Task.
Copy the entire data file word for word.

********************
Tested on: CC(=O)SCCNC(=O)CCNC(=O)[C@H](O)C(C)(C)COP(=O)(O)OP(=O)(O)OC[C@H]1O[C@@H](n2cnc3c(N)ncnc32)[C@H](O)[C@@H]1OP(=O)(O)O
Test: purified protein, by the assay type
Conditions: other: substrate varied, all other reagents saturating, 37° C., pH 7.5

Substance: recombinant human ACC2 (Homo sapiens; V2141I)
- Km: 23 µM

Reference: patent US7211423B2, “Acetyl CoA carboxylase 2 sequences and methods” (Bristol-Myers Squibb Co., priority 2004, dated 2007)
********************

Tested on: CC(=O)SCCNC(=O)CCNC(=O)[C@H](O)C(C)(C)COP(=O)(O)OP(=O)(O)OC[C@H]1O[C@@H](n2cnc3c(N)ncnc32)[C@H](O)[C@@H]1OP(=O)(O)O
Test: purified protein, by the assay type
Conditions: other: substrate varied, all other reagents saturating, 37° C., pH 7.5

Substance: recombinant human ACC2 (Homo sapiens; V2141I)
- Km: 23 µM

Reference: patent US7211423B2, “Acetyl CoA carboxylase 2 sequences and methods” (Bristol-Myers Squibb Co., priority 2004, dated 2007)